What is Carpal Tunnel Syndrome?
Carpal tunnel syndrome (CTS) is a relatively common condition caused by compression of the median nerve within the carpal tunnel in the wrist. This gives rise to pain, numbness or tingling in the thumb, index and middle fingers. In severe cases it may cause nerve damage and weakness/wasting of the muscles of the hand, especially the thumb (Thenar wasting). Patients often report their symptoms are worse at night and may disturb sleep. The policy provides clinicians guidance on criteria for CCG commissioning on the surgical release of the carpal tunnel if all criteria is met.
In up to a third of cases carpal tunnel syndrome will disappear without treatment or with simple self-care. Non-surgical treatments, such as steroid injections or wrist splints are used to treat mild to moderate symptoms. Surgical release (decompression) of the carpal tunnel may be carried out if non-surgical approaches fail to relieve symptoms. Women are more likely than men to be affected by carpal tunnel syndrome and pregnant women can be more vulnerable. However, carpal tunnel syndrome in pregnancy often resolves within 12 weeks of delivery, but 50% of women have persisting symptoms at 1 year.
What changes have been made to the draft updated Carpal Tunnel policy?
There has been no change to the eligibility criteria in the policy. Only minor changes have been made to the policy document, where the section covering the principles has been expanded and explained more fully. Overall, therefore, there is no change to the scope and nature of this policy or the treatment of patients.
Are tonsillectomies still allowed under the draft updated Tonsillectomy policy?
A tonsillectomy, the surgical procedure for the removal of the palatine tonsils, will continue to be commissioned by the CCG under the updated policy. Most of the eligibility criteria remain unchanged. The criteria stating that suspected malignancy would be funded without the need for prior approval has been removed.
Previous tonsillectomy policies have also covered obstructive sleep apnoea, a relatively common condition where the walls of the throat relax and narrow during sleep, interrupting normal breathing. This may lead to regularly interrupted sleep, which can have a big impact on quality of life and increases the risk of developing certain conditions. The updated policy continues to commission the treatment of obstructive sleep apnoea by undertaking a tonsillectomy but the criteria has been expanded slightly, with a distinction now drawn between patients under 16 and patients over 16, the latter requiring advice from an expert in sleep apnoea.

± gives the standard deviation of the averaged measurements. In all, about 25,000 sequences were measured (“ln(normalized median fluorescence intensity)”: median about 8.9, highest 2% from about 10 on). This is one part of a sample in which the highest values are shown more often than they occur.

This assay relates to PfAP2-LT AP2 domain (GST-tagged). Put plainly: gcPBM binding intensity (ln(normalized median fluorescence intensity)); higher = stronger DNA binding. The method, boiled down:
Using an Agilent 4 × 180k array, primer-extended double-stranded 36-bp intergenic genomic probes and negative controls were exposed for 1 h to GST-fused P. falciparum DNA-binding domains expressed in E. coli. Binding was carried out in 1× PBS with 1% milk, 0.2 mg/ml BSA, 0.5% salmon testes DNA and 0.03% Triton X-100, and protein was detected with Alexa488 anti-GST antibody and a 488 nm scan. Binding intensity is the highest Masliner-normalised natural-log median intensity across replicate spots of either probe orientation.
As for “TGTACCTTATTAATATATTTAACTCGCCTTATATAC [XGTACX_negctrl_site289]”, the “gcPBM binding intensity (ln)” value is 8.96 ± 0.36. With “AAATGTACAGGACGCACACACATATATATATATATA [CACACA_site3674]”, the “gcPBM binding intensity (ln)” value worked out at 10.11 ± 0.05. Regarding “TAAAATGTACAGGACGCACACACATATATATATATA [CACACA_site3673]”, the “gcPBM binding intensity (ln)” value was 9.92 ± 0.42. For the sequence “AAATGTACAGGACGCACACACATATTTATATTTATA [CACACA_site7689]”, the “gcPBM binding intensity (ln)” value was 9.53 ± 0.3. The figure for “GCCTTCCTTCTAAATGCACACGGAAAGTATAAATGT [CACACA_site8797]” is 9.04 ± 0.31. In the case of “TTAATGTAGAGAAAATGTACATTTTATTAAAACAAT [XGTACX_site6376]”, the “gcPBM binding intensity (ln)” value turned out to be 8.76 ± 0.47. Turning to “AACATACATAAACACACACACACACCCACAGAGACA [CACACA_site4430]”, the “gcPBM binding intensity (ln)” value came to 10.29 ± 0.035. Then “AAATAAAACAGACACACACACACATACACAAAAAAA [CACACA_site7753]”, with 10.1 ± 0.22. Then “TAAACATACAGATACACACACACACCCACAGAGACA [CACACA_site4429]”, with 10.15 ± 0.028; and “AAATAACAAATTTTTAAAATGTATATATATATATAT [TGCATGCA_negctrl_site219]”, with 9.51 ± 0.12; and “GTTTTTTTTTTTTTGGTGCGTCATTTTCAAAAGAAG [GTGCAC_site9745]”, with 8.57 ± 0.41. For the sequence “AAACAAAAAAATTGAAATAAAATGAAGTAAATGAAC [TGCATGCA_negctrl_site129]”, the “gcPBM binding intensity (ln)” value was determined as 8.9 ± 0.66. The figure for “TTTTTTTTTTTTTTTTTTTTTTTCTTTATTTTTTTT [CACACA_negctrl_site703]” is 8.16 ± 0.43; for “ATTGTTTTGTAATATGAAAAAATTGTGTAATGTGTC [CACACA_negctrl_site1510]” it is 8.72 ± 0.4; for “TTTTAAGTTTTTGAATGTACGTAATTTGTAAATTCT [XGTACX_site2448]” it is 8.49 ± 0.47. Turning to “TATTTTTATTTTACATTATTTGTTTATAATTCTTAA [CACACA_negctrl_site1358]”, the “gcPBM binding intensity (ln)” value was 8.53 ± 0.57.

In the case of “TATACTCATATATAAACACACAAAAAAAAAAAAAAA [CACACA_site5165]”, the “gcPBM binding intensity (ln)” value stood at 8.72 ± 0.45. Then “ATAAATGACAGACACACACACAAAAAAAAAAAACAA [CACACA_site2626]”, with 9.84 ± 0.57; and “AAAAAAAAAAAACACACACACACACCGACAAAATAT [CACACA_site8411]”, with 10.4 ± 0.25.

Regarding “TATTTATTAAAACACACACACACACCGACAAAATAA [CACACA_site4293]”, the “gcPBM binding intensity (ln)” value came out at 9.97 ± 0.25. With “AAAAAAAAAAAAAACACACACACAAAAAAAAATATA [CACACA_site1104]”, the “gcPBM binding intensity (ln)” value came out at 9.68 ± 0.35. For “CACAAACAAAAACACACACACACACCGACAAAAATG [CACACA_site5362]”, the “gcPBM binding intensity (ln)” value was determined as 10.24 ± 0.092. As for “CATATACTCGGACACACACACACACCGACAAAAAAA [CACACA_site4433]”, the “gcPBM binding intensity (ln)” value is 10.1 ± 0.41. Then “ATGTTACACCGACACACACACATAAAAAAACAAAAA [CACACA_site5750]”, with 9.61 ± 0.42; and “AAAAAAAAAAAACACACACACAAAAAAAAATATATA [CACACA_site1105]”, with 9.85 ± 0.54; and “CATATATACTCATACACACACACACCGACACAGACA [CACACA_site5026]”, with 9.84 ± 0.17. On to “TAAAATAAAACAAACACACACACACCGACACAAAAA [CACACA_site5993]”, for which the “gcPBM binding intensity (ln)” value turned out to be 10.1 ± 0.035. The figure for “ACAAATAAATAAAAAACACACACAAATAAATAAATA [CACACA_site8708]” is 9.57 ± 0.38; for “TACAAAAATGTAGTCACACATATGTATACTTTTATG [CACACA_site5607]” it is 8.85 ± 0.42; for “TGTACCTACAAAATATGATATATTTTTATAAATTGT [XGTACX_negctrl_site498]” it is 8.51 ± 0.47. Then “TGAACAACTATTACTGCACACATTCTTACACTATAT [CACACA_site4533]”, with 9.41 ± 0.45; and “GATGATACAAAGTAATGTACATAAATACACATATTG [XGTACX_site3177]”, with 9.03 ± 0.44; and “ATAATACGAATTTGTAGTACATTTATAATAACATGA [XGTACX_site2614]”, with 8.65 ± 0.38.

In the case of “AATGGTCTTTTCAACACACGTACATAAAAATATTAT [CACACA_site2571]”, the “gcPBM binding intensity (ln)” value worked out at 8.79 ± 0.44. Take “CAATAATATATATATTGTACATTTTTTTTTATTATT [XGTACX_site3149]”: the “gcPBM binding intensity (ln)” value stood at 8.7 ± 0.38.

Overall, there are modest changes to the criteria for tonsillectomy which will have little or no impact upon the service currently received by patients.
What is Trigger Finger?
Trigger Finger is a condition that affects one or more of the hand’s tendons, making it difficult to bend the affected finger or thumb. If the tendon becomes swollen and inflamed it can ‘catch’, making it difficult to move the affected finger or thumb and can result in a clicking sensation. It usually affects the thumb, ring finger or little finger. One or more fingers can be affected, and the problem may develop in both hands. It’s more common in the right hand, which may be because most people are right-handed.
Symptoms of trigger finger can include pain at the base of the affected finger or thumb when you move it or press on it, and stiffness or clicking when you move the affected finger or thumb, particularly first thing in the morning.
If the condition gets worse, your finger may get stuck in a bent position and then suddenly pop straight. Eventually, it may not fully bend or straighten.
Trigger Finger can be treated with steroid injections but the policy is concerned with the surgical release of this condition.
What changes have been made to the draft updated Trigger Finger policy?
Under the updated policy the CCG will continue to commission the surgical release of Trigger Finger. There are still three criteria but these have been streamlined and the reference to co-morbidities and a four month timescale removed. The three criteria are now very straight forward. A reference to the cost effective use of steroid injections has been removed as the policy is concerned with the use and effectiveness of surgical treatments only (the use of steroid injections for the treatment of trigger finger remains unaffected by this policy).